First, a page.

We know someone who recently had DNA analyzed by ancestry.com, and while there are those who question the accuracy of such tests, it was certainly intriguing.
For this person had basically identified her ethnic lineage as half Sicilian and half or so Irish (with perhaps some German and English mixed in). When she got back the report, it showed: forty percent Sicilian; just ten percent Irish; Scottish, British, and Welsh genes; a healthy dose of Scandinavian DNA; and genetic tracers from other parts of Western Europe — along with tiny DNA tracks back to southern Asia, Russia, northern Africa, and European Jewry.
There is probably a substantial element of truth in such tests, in that everyone is actually quite a mix: if you believe paleoanthropologists, before fanning out, we all originated from somewhere in central Africa; modern man may have originated around Mount Carmel in Israel, among other spots.
No nation is genetically “pure”: Italy and Ireland, for example, both were repeatedly settled or invaded by Germanic barbarians (Lombards, Visigoths) and Vikings (which may explain why some “full-blooded” Italians look Swedish). And most Jews in America, and even many in Israel, are not related to ancient denizens of the Middle East but from Eastern Europe (where there was a massive conversion to Judaism in the Middle Ages).
When there is such a mix, how possibly can geneticists identify various markers as from anywhere!
Indeed, brothers and sister can differ, for DNA recombines and varies in eggs and sperm.
But it brings up another point: if spiritual “baggage” can be handed down through the generations (along with those genes), one can imagine or try to imagine the many various transgressions that may have been committed by ancestry.
Vikings! African tribal warriors! Gladiators!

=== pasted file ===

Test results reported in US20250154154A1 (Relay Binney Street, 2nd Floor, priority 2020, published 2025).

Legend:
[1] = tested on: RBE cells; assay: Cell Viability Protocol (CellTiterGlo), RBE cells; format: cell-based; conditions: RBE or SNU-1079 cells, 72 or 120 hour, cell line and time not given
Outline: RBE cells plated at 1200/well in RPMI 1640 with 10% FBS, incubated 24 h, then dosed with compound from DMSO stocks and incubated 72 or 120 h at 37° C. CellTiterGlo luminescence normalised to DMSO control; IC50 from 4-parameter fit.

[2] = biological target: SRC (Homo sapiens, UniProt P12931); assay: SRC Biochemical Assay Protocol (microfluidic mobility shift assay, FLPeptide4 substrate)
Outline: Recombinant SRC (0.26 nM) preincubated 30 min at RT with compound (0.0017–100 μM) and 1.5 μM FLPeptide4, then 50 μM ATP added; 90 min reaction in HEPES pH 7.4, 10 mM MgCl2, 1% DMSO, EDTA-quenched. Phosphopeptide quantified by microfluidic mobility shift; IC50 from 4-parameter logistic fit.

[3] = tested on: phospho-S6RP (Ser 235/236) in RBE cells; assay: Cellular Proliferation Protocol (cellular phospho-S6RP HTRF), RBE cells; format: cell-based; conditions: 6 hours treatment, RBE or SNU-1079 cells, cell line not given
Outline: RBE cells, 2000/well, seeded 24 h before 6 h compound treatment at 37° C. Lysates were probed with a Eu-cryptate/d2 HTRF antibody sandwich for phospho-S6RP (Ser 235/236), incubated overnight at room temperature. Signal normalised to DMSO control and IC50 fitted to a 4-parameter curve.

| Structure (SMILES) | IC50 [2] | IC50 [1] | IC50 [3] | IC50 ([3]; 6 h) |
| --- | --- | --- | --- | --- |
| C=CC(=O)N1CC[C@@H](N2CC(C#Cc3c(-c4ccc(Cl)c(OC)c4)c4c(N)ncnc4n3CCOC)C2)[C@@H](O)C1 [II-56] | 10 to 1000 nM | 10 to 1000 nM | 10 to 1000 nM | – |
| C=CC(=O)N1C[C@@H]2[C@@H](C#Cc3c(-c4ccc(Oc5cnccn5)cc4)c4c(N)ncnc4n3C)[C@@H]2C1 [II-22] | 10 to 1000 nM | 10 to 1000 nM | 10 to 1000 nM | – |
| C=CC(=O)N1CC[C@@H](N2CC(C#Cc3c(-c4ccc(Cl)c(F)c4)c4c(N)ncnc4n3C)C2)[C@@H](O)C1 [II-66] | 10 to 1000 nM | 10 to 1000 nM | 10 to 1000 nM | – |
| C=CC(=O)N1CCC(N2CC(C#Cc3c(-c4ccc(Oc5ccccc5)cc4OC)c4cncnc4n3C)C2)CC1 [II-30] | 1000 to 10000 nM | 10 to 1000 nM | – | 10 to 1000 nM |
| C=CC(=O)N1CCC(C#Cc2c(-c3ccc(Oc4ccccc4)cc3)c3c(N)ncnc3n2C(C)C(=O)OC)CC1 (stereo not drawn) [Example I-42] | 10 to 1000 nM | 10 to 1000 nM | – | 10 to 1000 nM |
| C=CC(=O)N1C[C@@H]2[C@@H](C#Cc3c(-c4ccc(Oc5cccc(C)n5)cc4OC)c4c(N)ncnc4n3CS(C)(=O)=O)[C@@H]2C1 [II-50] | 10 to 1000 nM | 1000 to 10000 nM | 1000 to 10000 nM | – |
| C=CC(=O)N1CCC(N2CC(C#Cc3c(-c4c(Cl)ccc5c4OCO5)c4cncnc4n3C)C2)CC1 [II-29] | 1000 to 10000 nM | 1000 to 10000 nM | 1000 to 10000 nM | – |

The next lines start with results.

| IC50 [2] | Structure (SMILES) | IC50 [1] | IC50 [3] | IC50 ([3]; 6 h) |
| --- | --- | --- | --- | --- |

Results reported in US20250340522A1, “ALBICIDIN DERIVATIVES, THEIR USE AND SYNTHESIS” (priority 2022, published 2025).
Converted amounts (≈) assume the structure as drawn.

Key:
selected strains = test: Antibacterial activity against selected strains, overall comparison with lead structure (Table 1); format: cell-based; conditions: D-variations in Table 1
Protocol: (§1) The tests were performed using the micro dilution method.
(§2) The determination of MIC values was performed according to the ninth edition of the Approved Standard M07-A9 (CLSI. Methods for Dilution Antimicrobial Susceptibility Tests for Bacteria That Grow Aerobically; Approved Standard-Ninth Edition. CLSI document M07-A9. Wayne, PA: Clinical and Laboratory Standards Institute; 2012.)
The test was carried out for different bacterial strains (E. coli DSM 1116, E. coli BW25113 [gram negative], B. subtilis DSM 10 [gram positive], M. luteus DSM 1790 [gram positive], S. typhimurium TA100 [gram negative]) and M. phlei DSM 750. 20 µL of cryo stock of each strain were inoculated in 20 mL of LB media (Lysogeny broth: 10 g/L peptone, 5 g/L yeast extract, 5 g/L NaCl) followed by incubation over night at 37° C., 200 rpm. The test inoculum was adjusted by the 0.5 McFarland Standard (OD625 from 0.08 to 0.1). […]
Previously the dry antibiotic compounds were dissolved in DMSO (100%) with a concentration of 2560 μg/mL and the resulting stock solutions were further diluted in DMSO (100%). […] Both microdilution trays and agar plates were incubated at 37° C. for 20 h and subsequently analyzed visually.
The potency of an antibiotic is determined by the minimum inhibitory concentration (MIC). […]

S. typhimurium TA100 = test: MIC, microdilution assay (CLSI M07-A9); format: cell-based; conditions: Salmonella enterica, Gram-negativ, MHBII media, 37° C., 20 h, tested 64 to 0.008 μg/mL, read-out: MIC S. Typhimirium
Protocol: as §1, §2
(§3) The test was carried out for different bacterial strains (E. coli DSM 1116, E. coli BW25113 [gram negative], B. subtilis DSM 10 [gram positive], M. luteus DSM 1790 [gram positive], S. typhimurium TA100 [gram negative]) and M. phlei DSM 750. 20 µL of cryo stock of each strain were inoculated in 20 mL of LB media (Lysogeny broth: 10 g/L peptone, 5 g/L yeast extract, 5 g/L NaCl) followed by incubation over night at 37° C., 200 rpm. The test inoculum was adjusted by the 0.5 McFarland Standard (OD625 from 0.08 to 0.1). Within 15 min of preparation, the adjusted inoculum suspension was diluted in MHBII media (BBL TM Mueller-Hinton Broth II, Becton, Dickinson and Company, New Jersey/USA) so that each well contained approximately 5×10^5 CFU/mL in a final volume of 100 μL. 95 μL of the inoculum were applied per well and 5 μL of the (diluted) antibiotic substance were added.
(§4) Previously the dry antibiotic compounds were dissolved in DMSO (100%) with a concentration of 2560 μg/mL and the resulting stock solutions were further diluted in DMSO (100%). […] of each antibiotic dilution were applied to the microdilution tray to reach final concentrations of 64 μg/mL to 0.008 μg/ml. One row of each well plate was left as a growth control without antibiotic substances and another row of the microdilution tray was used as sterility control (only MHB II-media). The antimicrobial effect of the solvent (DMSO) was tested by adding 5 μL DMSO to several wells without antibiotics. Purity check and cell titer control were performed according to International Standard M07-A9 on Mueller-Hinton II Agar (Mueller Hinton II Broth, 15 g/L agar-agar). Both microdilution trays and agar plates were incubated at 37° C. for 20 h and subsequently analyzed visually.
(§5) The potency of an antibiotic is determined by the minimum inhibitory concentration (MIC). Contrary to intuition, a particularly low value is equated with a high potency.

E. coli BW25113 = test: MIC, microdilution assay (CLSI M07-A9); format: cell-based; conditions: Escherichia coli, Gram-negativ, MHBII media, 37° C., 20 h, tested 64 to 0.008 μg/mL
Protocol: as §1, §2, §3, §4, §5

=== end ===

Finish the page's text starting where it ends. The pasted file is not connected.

Did you have a great-great-great-great grandfather who was a Druid (meaning an occultist)? Or a great-great-great-greater (etc.) grandmother who was a Germanic witch? Going back to Rome: how many Italians have paganism in their lineage, or DNA from Egypt and a priestess?
Father John Hampsch — an expert on the scriptural basis for intergenerational healing — argues, in his detailed book, Healing Your Family Tree, that while many believe “curses” and generational sins go back only to the third or fourth generation (in keeping with Exodus 20:5), such darkness can actually reach much further into the past — even to the very beginning.
Can you imagine seeing every single person in your ancestry (and their transgressions) going back to… Eve and Adam?
How much has been purified? How much is still not? Does it depend on who has finished their purgatory and who has not? Or at least: whether those who inherited sinfulness negated it with holiness; brought light into a linage where there had been darkness?
If you believe a number of those who have had near-death experiences and say they encountered thousands of ancestors, perhaps they all indeed do factor in. Can you imagine being greeted by a Viking, or a servant or a medieval knight? The importance of lineage is why there is the Mass reading from the Book of Matthew. (“A record of the origin of Jesus Christ, the son of David, the son of Abraham: Abraham begot Isaac…”)
Just another thing to remember when we pray to cleanse our DNA line, which we all should — remembering also to forgive ancestors for what they may have done or failed to do, as we look forward to meeting all of them!
[resources, new prayer booklet: Intergenerational Healing Rosary; see also Father Hampsch’s Healing Your Family Tree — a very powerful look at Scripture]